Donna and I enjoyed our time in Colorado. We were on a tight budget but learned that we could cut a Christmas tree in the nearby Rocky Mountain National Forest for a very modest fee. The next two Christmases we Drove up in our VW beetle and cut our own tree. The roads were typical rutted and bumpy Forest Service roads, but as impetuous youngsters we didn't care, we just enjoyed the drive. If and when you got stuck others on a similar quest would assist you... they had to... there was only one way out. The rules have changed now, but at that time they were that you could take any tree from the designated area, but that you were to cut it down at the base, top off the part that you wanted, cut the branches from the trunk left behind, then go on your way. Our second year there we went up during the first weekend (6th or 7th) of December. The tree we selected was at the least 15 feet tall, the portion that we kept hung out over both ends of the car. It was a long, and bouncy trip back down the mountain but we only needed a little push twice.

We had to shorten the tree another three feet in order to stand it up in the house. It looked smaller on the car than in the house. Donna then went to work with the left over branches fashioning them into a giant wreath which filled the five foot square front picture window of our on base housing unit. We had a very spectacular Christmas display. Today I would not even consider that drive in those conditions, but we were young and felt invincible.

But the best part of this story I saved 'till last, it was scarcely two weeks later on Friday night that I again took Donna for an adventure in the VW. This time it was to the base hospital where Loren, our first born, was delivered early in the morning of Saturday, 20 December. She surprised everyone as she was there in labor for less than two hours. Did I mention something about young and foolish!

Thursday, December 11, 2008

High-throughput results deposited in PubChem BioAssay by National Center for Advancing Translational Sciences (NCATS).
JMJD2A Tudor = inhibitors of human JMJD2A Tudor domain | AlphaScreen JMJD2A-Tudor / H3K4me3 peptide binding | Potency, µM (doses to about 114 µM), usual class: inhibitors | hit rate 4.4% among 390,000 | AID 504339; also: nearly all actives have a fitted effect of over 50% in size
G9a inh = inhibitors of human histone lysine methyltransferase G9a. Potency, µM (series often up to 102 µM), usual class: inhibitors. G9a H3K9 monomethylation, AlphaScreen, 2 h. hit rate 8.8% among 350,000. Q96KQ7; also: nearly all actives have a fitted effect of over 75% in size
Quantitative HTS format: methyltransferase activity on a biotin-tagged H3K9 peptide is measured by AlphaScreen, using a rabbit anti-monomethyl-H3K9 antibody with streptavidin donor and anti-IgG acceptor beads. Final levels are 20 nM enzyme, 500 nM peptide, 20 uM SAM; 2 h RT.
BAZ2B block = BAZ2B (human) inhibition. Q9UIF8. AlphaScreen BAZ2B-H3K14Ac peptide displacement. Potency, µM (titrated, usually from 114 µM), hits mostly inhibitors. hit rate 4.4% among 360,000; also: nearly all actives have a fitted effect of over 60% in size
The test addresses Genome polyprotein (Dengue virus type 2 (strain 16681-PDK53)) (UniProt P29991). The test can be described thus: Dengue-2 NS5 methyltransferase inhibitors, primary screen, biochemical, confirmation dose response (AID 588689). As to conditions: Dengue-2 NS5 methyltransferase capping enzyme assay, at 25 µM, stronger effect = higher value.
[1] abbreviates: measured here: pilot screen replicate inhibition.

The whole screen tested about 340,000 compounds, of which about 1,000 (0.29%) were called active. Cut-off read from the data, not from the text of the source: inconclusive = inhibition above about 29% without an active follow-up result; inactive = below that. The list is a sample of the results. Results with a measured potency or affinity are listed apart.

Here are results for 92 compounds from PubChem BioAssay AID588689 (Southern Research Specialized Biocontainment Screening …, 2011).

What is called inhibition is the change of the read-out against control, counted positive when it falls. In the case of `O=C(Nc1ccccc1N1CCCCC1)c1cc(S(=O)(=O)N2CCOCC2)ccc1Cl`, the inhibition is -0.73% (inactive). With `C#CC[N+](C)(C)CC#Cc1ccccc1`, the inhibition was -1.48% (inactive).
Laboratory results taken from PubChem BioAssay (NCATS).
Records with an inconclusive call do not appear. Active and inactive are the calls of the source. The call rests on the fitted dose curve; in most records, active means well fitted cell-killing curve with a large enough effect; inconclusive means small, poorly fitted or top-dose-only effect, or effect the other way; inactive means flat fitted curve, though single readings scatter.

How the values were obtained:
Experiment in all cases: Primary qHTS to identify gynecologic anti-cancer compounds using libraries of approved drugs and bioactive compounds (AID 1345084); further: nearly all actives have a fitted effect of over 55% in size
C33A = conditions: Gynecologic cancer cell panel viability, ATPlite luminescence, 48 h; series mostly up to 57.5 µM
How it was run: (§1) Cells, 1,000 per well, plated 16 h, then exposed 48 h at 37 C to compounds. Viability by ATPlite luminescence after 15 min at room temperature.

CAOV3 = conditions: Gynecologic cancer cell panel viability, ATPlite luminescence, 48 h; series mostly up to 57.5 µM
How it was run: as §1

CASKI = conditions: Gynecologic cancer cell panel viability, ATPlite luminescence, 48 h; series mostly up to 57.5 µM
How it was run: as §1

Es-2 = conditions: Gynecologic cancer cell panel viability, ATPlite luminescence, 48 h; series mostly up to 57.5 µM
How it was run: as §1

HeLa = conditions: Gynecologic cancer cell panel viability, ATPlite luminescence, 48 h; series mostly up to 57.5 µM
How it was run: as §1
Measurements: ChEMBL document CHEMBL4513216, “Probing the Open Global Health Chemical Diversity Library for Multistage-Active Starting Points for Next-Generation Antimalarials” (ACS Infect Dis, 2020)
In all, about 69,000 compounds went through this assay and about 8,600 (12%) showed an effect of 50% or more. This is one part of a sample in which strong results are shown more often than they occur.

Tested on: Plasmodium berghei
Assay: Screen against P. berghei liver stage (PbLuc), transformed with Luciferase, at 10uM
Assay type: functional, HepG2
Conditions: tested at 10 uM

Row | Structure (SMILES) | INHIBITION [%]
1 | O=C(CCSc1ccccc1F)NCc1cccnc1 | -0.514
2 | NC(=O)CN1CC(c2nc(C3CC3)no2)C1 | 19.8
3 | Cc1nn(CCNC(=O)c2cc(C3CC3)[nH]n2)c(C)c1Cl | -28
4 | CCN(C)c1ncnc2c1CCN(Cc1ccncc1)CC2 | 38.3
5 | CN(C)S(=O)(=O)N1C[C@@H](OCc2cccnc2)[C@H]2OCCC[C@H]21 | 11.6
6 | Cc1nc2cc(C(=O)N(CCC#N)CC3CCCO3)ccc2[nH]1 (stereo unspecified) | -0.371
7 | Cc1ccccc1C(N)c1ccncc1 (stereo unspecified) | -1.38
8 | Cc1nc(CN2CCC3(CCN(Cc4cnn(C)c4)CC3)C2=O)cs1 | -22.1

Bunged Up

The Special Education teachers at the school where Donna works planned to provide lunch on Wednesday as their Christmas Gift for all of the staff. Donna asked me to pick up two party trays on Tuesday as her contribution. By coincidence Travel'n Turtle, one of the more accomplished letterboxers in our area, reported Monday night that her seasonal boxes had been changed for Christmas. So Tuesday morning it was off to the wholesale club to get party trays and assorted other things, then I stopped by and acquired her new letterboxes. Her stamps are amazing and I always enjoy finding a new one. So that was a fun day as I made the spouse happy by running an errand for her, and also got in some letterboxing, both on a rainy day without getting very wet.

Earlier I related how Christmas went the first year that I knew Donna and how we were married the following July. The next December found me in route to Vietnam. We returned to her home town, Columbus Ohio, a week or so before the holiday. Christmas morning was spent there, then midday we were off to Seattle to enjoy sharing our Christmas with my parents. We had not realized that we had been so wrapped up with each other that we had neglected to tell our families very much of anything about or new mates. Apparently there had been considerable unstated misgivings by each of our families about the nature of that special person we had encountered and married in Africa, but it all worked out well.